Second economy of the Soviet Union

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The second economy in the Soviet Union was the informal sector in the economy of the Soviet Union. The term was suggested by Gregory Grossman in his seminal article, "The Second Economy of the USSR" (1977).[1] Economist Gerard Roland noted that as Grossman anticipated, "the logic of the second economy tended over time to undermine the logic of the command system and to lead to expanding black markets".[1] This prediction was corroborated by the long-term analysis of the economies of Russia and Ukraine (1965–1989) by Treml and Alexeev.[2] To a varying degree, second economy influenced all Eastern Bloc economies.

Grossman defines the concept of second economy with a two-prong test, which is the set of economic activities which satisfy at least one of the two conditions: "(a) being directly for private gain (b) being in some significant respect in knowing contravention of existing law ."[3] Studies of second, shadow, gray and so on economies are difficult because unlike official economies there is no direct statistics, therefore indirect methods are required.[2] Treml and Alexeev studied the relationships between per capita legal money income and such income-dependent variables as per capita savings and purchases of various goods and services. The study indicated that the disparity between legal income and legal spending gradually grew during 1965–1989 and by the end of the period the correlation between the two almost disappeared, indicating the rapid growth of the second economy.[2] The proliferation of the second economy was impossible without widespread corruption.[4]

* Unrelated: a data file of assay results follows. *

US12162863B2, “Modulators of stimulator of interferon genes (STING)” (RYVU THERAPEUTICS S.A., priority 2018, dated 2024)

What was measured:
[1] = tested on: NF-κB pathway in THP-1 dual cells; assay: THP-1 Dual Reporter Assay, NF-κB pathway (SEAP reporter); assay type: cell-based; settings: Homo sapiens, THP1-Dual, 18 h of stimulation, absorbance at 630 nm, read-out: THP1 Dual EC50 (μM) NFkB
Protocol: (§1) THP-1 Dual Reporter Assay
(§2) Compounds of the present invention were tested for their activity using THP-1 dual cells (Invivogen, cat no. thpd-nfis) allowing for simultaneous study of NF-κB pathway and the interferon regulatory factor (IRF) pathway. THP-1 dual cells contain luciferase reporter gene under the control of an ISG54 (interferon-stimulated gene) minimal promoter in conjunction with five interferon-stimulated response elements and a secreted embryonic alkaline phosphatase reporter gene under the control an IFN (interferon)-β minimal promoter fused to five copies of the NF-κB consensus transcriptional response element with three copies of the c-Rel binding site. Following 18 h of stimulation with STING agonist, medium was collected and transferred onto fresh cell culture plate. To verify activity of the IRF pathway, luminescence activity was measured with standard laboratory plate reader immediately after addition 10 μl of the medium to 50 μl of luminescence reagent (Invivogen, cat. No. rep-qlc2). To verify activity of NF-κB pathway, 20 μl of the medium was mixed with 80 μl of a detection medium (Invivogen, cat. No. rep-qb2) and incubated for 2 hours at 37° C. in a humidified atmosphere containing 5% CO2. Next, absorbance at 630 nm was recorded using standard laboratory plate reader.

A significant impact on the economy of the Soviet Union was the system of blat, a network of favors, which allowed people to procure all kinds of goods and services, operating within both official and second Soviet economies and continued to operate in post-Soviet Russia.[5] Since the early days of the Soviet Union, there has been a tradition to exaggerate the blame of the "black market" for consumer goods shortages, thus effectively shifting the blame off state bureaucrats with their inadequate planning.[2]

During the era of perestroika, the 500 Days program of economic transition mentioned the shadow economy will be an important factor in reforms and predicted that at least 90% of it was to be absorbed by the opening free market.[2]

See also[edit]

References[edit]

  1. ^ a b "Authority on Soviet economy, Gregory Grossman, passes away". Berkeley News. August 25, 2014.
  2. ^ a b c d e Vladimir G. Treml and Michael V. Alexeev,"The Second Economy and the Destabilization Effect of Its Growth on the State Economy in the Soviet Union: 1965-1989" (PDF), BERKELEY-DUKE OCCASIONAL PAPERS ON THE SECOND ECONOMY IN THE USSR, Paper No. 36, December 1993.
  3. ^ Gregory Grossman, "The Second Economy in the USSR," PROBLEMS OF COMMUNISM, 26, 5, September/October 1977, pp . 25–40.
  4. ^ M. Alexeev, "The Russian Underground Economy in Transition" (PDF), THE NATIONAL COUNCIL FOR SOVIET AND EAST EUROPEAN RESEARCH, TITLE VIII PROGRAM, November 20, 1995.
  5. ^ Alena V. Ledeneva, Russia's Economy of Favours: Blat, Networking and Informal Exchange, 1998, ISBN 0521627435.

Further reading[edit]

  • Gregory Grossman, "Roots of Gorbachev's Problems : Private Income and Outlay in the Late 1970s," Joint Economic Committee, US Congress, GORBACHEV'S ECONOMIC PLANS, Volume 1, Washington, DC, 1987, pp. 213–229.
  • Gregory Grossman, "The Second Economy in the USSR and Eastern Europe: A Bibliography " BERKELEY-DUKE OCCASIONAL PAPERS ON THE SECOND ECONOMY IN THE USSR, # 21, July 1990.
  • Gregory Grossman, "Notes on the Illegal Private Economy and Corruption," in SOVIET ECONOMY IN A TIME OF CHANGE, U .S., Joint Economic Committee, U S Congress, Government Printing Office, Washington, 1979, pp. 834–855.
  • Gregory Grossman, "The 'Shadow Economy' in the Socialist Sector of the USSR," in THE CMEA FIVE-YEAR PLANS (1981-1985) IN NEW PERSPECTIVE, NATO Colloquium, Brussels, 1982, pp. 99–115.